The Times Higher Education University Impact Rankings measure the progress of universities working to achieve the United Nations’ Sustainable Development Goals.

UNSW Sydney has ranked first in the world in the 2020 Times Higher Education University Impact Rankings for its work toward efficient use of resources and the minimisation of waste. 

UNSW ranked 66 in the world overall out of 766 institutions from more than 75 countries. The rankings were released overnight.

Along with the top ranking in Sustainable Development Goal (SDG) 12, Responsible Consumption and Production, UNSW placed fourth in the world for SDG 7, Affordable and Clean Energy. In total, UNSW was placed in the top 100 for four SDGs, with equality and gender equity accounting for the University’s two other highly-ranked areas.

The Impact Rankings are the first global attempt to measure university progress specifically around the Sustainable Development Goals (SDGs) adopted by all United Nations States in 2015. The SDGs provide an outline for improving outcomes for people and the planet by working together in a global partnership. The rankings are also the first to focus on universities’ activities and priorities not assessed in other league tables. 

The University’s high rankings in SDG 7 and SDG 12 reflect UNSW’s contributions to clean energy and resource efficiency through campus operations, research and outreach and strengthened through the launch of the Environmental Sustainability Plan 2019-21.

The Environmental Sustainability Plan, led by Will Syddall, Head of Environmental Sustainability, and Arifa Sarfraz, Sustainability Manager in Estate Management, sets out a vision for UNSW as a catalyst for an environmentally sustainable future through excellence in research, teaching and campus operations. It measures UNSW’s impact across 10 focus areas, including climate action, waste and recycling, learning and teaching, and investments.

In 2019, UNSW expanded onsite solar photovoltaic (PV) energy capacity and in 2020 will become the first university in Australia to have 100 per cent of its electricity supplied by solar PV power through a landmark 15-year Power Purchase Agreement (PPA). The University also recently announced it would divest from fossil fuel assets by 2025.

UNSW President and Vice-Chancellor Professor Ian Jacobs said the results were recognition of the University’s mission to provide world-class teaching and cutting-edge research, as well as its commitment to advancing a just society.

“I am enormously proud of the contributions from every part of the University in helping UNSW realise its goals for sustainability and equality, while also advancing its mission of being a positive global influence,” Professor Jacobs said. “The Impact Rankings reflect our commitment to issues which we know are important to our students, staff and communities – and vital for our environment.”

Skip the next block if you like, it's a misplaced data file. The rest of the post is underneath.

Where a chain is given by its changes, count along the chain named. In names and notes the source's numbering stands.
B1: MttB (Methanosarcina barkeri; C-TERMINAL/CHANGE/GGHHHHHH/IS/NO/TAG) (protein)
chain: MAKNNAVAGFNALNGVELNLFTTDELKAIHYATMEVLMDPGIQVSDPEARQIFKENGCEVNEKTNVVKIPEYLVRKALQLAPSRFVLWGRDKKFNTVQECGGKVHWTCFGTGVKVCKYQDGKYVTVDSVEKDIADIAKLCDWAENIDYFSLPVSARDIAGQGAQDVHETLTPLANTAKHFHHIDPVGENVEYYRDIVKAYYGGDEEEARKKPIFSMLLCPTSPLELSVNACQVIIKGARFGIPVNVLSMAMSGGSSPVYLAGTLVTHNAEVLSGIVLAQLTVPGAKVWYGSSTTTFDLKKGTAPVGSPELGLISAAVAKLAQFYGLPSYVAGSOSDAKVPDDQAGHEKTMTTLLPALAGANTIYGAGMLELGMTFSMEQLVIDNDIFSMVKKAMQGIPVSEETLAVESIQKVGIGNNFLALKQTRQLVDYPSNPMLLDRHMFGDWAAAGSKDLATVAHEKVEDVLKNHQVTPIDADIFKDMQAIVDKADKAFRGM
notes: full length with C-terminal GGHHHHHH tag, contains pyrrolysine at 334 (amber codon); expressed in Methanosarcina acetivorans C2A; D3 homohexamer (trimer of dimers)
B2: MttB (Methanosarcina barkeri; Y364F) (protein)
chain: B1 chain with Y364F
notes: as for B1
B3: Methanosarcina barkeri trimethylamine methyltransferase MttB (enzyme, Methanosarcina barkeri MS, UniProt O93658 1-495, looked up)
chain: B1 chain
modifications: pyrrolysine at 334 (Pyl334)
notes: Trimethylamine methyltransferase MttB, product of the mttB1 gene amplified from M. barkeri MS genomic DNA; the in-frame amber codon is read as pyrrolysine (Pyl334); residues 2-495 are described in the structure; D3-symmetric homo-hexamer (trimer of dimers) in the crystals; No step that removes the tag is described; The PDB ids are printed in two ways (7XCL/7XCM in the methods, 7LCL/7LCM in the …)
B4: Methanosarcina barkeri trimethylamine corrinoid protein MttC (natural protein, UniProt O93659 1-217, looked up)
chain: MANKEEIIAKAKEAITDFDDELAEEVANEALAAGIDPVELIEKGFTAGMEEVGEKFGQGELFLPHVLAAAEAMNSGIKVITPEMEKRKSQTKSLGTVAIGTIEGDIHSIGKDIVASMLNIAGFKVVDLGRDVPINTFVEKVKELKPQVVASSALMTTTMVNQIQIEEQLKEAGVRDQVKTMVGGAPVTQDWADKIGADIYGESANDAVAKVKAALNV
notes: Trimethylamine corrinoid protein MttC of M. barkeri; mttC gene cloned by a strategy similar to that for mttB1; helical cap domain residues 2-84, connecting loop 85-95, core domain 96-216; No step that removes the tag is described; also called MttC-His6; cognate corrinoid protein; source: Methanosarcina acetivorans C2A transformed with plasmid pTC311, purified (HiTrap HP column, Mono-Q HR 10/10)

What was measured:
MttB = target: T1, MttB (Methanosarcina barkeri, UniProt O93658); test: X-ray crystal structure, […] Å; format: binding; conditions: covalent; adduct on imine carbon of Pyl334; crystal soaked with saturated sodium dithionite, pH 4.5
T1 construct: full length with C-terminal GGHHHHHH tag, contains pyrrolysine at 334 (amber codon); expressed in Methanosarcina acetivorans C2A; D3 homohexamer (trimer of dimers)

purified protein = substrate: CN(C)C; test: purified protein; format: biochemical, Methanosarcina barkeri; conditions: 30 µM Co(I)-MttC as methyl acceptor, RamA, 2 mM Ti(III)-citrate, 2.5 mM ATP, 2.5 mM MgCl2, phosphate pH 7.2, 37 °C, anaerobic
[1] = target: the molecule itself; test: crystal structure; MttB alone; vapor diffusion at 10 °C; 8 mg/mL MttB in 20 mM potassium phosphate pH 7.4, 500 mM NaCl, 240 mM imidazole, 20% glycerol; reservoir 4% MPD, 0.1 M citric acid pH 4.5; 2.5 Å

More than 750 universities from across the globe submitted data supporting activities around the mandatory field of SDG 17, Partnerships – which looks at ways universities support the SDGs through collaboration with other countries, the promotion of best practices and the publication of data and evidence – plus at least three of the remaining 16 SDGs.

Universities receive a score and ranking for each submitted SDG. The overall score is generated from the score for SDG 17 plus the three strongest of the other SDGs for which they provided data. UNSW’s two other strongest areas were SDG 10, Reduced Inequalities (=78th) and SDG 5, Gender Equality (=81st).

“The significant lift in UNSW’s position is testament to the energy and commitment staff and students have devoted to sustainable and equitable development,” said Professor Eileen Baldry, UNSW Deputy Vice-Chancellor, Equity, Diversity and Inclusion. “Our UNSW community has embedded the SDG values in our strategic goals, and we are working enthusiastically to bring them to life in our policies and practices.”

UNSW submitted data for the following SDGs (ranking):

  • Responsible Consumption and Production (1) explores how universities are working towards efficient use of resources and the minimisation of waste, including demonstrating actions towards responsible consumption and production.
  • Affordable and Clean Energy (4) explores how universities promote and support clean energy, both through research, outreach, and in their own behaviour and usage.
  • Reduced Inequalities (=78) looks at how universities are tackling inequalities: economic, health-based and international inequalities.
  • Gender Equality (=81) assesses how universities are providing access for and then supporting the academic progression of women.
  • Good Health and Wellbeing (101-200) measures how the University deals with specific conditions and diseases and supports its community.
  • Partnerships (201-300) looks at ways in which universities support the SDGs through collaboration with other countries, the promotion of best practices and the publication of data and evidence.